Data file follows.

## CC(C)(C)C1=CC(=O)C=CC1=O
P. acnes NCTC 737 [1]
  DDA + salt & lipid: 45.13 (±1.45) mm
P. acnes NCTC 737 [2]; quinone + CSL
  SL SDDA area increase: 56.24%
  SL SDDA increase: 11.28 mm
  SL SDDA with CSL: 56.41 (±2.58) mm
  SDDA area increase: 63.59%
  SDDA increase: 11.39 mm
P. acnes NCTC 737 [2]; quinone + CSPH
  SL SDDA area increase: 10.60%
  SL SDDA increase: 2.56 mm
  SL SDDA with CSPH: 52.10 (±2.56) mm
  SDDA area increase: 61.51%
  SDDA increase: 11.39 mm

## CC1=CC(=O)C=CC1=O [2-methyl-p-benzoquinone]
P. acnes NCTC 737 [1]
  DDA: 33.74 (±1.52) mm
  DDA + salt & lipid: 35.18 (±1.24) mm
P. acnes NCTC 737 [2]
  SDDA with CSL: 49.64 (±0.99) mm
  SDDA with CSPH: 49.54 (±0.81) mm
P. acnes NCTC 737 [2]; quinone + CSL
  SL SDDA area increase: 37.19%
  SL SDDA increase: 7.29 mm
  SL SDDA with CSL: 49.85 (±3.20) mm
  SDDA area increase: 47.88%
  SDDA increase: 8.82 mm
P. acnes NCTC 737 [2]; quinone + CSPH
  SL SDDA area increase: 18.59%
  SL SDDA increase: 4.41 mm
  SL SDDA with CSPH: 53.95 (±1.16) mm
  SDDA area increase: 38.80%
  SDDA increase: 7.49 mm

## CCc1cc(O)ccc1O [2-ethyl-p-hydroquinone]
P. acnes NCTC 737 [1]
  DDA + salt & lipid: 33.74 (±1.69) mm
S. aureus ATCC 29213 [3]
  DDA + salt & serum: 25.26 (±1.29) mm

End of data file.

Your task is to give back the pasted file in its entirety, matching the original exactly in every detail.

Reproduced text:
## CC(C)(C)C1=CC(=O)C=CC1=O
P. acnes NCTC 737 [1]
  DDA + salt & lipid: 45.13 (±1.45) mm
P. acnes NCTC 737 [2]; quinone + CSL
  SL SDDA area increase: 56.24%
  SL SDDA increase: 11.28 mm
  SL SDDA with CSL: 56.41 (±2.58) mm
  SDDA area increase: 63.59%
  SDDA increase: 11.39 mm
P. acnes NCTC 737 [2]; quinone + CSPH
  SL SDDA area increase: 10.60%
  SL SDDA increase: 2.56 mm
  SL SDDA with CSPH: 52.10 (±2.56) mm
  SDDA area increase: 61.51%
  SDDA increase: 11.39 mm

## CC1=CC(=O)C=CC1=O [2-methyl-p-benzoquinone]
P. acnes NCTC 737 [1]
  DDA: 33.74 (±1.52) mm
  DDA + salt & lipid: 35.18 (±1.24) mm
P. acnes NCTC 737 [2]
  SDDA with CSL: 49.64 (±0.99) mm
  SDDA with CSPH: 49.54 (±0.81) mm
P. acnes NCTC 737 [2]; quinone + CSL
  SL SDDA area increase: 37.19%
  SL SDDA increase: 7.29 mm
  SL SDDA with CSL: 49.85 (±3.20) mm
  SDDA area increase: 47.88%
  SDDA increase: 8.82 mm
P. acnes NCTC 737 [2]; quinone + CSPH
  SL SDDA area increase: 18.59%
  SL SDDA increase: 4.41 mm
  SL SDDA with CSPH: 53.95 (±1.16) mm
  SDDA area increase: 38.80%
  SDDA increase: 7.49 mm

## CCc1cc(O)ccc1O [2-ethyl-p-hydroquinone]
P. acnes NCTC 737 [1]
  DDA + salt & lipid: 33.74 (±1.69) mm
S. aureus ATCC 29213 [3]
  DDA + salt & serum: 25.26 (±1.29) mm